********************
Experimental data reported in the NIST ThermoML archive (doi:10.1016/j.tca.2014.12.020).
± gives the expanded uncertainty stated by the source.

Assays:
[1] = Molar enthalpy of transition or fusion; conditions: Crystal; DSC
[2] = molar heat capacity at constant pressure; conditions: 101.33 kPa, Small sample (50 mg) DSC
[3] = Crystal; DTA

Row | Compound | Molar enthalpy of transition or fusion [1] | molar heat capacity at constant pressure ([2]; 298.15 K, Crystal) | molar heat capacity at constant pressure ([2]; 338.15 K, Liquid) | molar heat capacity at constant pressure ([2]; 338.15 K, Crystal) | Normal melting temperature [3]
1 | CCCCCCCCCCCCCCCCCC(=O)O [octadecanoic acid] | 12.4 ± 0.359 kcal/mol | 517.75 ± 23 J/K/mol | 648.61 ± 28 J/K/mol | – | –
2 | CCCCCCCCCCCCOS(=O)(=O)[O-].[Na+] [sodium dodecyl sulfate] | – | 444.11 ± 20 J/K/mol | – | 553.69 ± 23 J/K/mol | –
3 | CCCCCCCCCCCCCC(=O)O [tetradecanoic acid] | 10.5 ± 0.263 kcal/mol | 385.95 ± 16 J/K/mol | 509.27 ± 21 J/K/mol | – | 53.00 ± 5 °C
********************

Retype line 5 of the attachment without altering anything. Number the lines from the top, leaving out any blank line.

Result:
[2] = molar heat capacity at constant pressure; conditions: 101.33 kPa, Small sample (50 mg) DSC